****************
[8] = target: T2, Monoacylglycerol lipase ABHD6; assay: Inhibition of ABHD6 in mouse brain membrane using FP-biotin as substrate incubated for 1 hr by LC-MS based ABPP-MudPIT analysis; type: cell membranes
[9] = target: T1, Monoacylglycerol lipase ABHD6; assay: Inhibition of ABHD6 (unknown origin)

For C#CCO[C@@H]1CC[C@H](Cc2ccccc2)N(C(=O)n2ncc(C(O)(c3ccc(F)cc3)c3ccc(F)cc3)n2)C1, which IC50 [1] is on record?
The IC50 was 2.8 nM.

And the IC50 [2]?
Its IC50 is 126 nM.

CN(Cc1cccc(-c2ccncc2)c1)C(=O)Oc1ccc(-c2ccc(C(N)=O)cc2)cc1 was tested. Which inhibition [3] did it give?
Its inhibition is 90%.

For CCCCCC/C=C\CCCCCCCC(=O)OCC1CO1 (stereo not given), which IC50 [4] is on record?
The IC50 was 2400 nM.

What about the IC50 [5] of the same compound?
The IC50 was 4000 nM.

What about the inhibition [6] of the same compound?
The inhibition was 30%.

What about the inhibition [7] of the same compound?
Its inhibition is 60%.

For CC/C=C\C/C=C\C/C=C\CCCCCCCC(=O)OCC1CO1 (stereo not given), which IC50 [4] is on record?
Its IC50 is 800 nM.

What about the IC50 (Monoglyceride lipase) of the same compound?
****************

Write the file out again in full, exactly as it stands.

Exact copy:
[8] = target: T2, Monoacylglycerol lipase ABHD6; assay: Inhibition of ABHD6 in mouse brain membrane using FP-biotin as substrate incubated for 1 hr by LC-MS based ABPP-MudPIT analysis; type: cell membranes
[9] = target: T1, Monoacylglycerol lipase ABHD6; assay: Inhibition of ABHD6 (unknown origin)

For C#CCO[C@@H]1CC[C@H](Cc2ccccc2)N(C(=O)n2ncc(C(O)(c3ccc(F)cc3)c3ccc(F)cc3)n2)C1, which IC50 [1] is on record?
The IC50 was 2.8 nM.

And the IC50 [2]?
Its IC50 is 126 nM.

CN(Cc1cccc(-c2ccncc2)c1)C(=O)Oc1ccc(-c2ccc(C(N)=O)cc2)cc1 was tested. Which inhibition [3] did it give?
Its inhibition is 90%.

For CCCCCC/C=C\CCCCCCCC(=O)OCC1CO1 (stereo not given), which IC50 [4] is on record?
The IC50 was 2400 nM.

What about the IC50 [5] of the same compound?
The IC50 was 4000 nM.

What about the inhibition [6] of the same compound?
The inhibition was 30%.

What about the inhibition [7] of the same compound?
Its inhibition is 60%.

For CC/C=C\C/C=C\C/C=C\CCCCCCCC(=O)OCC1CO1 (stereo not given), which IC50 [4] is on record?
Its IC50 is 800 nM.

What about the IC50 (Monoglyceride lipase) of the same compound?